Danielle DiMartino Booth: I think that that has certainly been the appeal, if you will, of cryptocurrencies. The same could go for some of the nefarious players who have taken advantage of cryptocurrency for criminal means. If you don’t have an alternative, sometimes you turn to the only thing you can find. But again, the train has left the station on any logical subscription of any kind to Bitcoin and these other cryptocurrencies. At current price levels we are just talking about lunacy here, not a means by which to get your money out of the country. Don’t get me wrong, I agree with what you are saying and I think that that is some of the fundamental basis of Bitcoin and why it succeeded the extent that it has and how it has been adopted the way it has. But I have heard stories that former English literature professors are leaving their posts at universities in order to become Bitcoin players – This is a mania.
FRA: Yeah. That is crazy.
And finally, what are your thoughts on Jay Powell? How do you see Federal Reserve policy evolving over the coming years?
Danielle DiMartino Booth: Well, it’s hard to say. Your crystal ball is as good as mine is in the near term. I can’t say when this is going to end. I recently wrote a piece that said we could see the 3,000 on the S&P before this is all said and done because it long stopped feeling like 2007 and started feeling like 1998, I would say, about 6 months ago.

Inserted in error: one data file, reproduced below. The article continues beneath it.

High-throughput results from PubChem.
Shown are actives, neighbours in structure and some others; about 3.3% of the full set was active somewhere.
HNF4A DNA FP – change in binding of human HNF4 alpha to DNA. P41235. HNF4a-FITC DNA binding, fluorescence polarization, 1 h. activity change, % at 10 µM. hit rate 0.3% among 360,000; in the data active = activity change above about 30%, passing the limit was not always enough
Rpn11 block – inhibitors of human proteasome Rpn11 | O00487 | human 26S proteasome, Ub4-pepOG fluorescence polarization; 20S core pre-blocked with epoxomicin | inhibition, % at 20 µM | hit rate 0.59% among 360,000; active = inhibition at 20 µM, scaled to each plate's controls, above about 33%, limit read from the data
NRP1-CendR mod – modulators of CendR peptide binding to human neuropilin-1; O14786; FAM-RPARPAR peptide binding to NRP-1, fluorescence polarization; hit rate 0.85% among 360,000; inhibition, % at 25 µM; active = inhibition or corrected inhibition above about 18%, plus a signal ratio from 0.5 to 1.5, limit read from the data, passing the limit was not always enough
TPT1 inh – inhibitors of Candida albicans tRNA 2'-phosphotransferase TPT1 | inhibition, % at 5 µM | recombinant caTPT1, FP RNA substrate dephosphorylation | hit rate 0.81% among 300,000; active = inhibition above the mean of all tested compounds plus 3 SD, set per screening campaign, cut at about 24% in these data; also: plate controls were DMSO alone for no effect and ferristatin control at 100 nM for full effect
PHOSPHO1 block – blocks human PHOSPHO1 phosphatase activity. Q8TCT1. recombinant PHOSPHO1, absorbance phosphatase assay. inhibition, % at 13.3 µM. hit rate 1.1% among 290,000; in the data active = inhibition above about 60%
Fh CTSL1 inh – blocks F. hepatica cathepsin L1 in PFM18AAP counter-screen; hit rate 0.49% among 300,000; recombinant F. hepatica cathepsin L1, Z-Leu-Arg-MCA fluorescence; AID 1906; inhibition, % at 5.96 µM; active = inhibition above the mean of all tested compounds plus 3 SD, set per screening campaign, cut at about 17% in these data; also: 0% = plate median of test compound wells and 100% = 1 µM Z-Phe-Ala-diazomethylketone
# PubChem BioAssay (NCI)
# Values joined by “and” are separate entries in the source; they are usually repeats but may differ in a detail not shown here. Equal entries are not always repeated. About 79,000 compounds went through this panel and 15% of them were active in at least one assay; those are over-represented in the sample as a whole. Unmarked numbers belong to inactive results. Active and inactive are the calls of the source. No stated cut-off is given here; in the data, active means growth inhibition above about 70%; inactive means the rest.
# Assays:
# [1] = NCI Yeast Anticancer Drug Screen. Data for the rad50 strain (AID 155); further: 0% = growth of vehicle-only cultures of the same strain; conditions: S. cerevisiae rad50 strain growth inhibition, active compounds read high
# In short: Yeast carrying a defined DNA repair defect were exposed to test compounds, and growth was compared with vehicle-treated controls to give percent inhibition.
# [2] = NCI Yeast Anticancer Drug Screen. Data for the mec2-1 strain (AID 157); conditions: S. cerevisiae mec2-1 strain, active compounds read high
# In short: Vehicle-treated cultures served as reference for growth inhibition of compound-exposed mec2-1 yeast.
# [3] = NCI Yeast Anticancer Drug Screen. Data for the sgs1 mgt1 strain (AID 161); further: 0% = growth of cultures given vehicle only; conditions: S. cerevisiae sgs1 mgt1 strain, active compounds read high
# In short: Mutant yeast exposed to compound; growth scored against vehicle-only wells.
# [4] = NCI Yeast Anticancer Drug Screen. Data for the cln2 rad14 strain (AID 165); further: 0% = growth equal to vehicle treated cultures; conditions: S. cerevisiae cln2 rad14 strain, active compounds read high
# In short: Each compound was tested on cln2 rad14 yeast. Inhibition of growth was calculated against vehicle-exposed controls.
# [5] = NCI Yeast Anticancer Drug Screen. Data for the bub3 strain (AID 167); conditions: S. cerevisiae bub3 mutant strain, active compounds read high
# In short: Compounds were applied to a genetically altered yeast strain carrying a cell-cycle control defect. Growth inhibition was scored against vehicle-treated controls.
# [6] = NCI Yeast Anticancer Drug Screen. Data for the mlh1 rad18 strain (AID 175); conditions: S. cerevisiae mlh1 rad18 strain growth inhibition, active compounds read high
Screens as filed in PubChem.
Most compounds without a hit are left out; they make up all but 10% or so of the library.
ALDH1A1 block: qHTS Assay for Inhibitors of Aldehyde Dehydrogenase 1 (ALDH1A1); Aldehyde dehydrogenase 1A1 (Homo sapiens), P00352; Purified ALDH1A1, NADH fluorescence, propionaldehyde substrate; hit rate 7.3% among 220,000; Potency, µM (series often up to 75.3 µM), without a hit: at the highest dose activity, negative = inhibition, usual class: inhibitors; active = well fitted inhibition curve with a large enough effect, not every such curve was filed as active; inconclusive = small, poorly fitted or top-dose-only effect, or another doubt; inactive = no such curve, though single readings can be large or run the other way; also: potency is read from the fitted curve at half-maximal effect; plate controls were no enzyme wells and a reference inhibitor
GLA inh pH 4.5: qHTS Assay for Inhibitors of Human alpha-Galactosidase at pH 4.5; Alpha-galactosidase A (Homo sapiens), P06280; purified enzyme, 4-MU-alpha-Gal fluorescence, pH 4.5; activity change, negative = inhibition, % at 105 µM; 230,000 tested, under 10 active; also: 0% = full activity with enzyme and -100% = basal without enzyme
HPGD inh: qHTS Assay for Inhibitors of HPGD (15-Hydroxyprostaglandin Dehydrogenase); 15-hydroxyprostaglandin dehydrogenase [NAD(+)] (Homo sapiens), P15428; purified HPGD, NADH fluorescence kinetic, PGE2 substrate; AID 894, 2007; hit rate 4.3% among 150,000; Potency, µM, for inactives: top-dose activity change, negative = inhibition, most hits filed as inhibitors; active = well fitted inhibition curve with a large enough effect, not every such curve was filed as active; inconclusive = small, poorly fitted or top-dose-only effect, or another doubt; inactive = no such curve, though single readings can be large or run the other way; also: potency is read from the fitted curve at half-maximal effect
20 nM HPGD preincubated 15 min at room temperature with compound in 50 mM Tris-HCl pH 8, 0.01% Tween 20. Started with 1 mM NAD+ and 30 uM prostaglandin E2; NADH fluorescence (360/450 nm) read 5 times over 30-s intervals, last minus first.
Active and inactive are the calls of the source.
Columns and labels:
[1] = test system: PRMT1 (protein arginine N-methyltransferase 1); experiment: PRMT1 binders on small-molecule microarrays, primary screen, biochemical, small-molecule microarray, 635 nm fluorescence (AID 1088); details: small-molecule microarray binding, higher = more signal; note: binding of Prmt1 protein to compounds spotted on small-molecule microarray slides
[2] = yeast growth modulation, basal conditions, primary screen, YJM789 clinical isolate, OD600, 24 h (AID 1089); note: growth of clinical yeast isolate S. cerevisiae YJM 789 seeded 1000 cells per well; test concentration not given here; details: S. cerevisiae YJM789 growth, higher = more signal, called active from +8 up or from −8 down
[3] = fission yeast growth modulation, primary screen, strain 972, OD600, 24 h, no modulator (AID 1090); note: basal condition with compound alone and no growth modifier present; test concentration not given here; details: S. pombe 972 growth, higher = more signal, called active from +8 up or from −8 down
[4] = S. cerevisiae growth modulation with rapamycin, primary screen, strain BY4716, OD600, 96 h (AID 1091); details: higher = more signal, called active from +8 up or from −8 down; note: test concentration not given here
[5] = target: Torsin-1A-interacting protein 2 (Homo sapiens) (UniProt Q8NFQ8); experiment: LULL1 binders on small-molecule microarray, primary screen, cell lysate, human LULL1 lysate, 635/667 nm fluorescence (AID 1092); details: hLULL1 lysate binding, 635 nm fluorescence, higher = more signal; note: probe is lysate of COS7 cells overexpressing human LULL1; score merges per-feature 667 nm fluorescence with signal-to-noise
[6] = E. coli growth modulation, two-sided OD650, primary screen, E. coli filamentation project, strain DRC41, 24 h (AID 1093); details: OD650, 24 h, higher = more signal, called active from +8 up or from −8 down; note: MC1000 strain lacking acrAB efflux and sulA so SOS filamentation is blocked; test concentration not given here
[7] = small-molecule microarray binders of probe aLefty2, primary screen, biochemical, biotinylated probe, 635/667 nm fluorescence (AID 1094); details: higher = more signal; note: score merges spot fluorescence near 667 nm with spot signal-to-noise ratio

FRA: How can our listeners learn more about your work, Danielle?
Danielle DiMartino Booth: I publish every Wednesday. They can go on my website DiMartinoBooth.com, jump on a trial subscription that gives you a 30-day look back into my archives and see if you like what I write and subscribe to my newsletter. Certainly go on Amazon and buy Fed Up: An Insider’s Take on Why the Federal Reserve is Bad for America if you haven’t read it yet. I consider it to be a primer of financial literacy and the adoption has been tremendous and humbling. In the event that you’re bored, follow me on Twitter at @DiMartinoBooth – It is never, ever boring. A full-fledged debate involving Neel Kashkari, Peter Boockvar and I broke out last weekend – Like I said, never boring.
FRA: Okay great! Thank you very much for your great insight Danielle.
Danielle DiMartino Booth: Thank you very much. I appreciate your time.
Transcript written by: Daniel Valentin <firstname.lastname@example.org>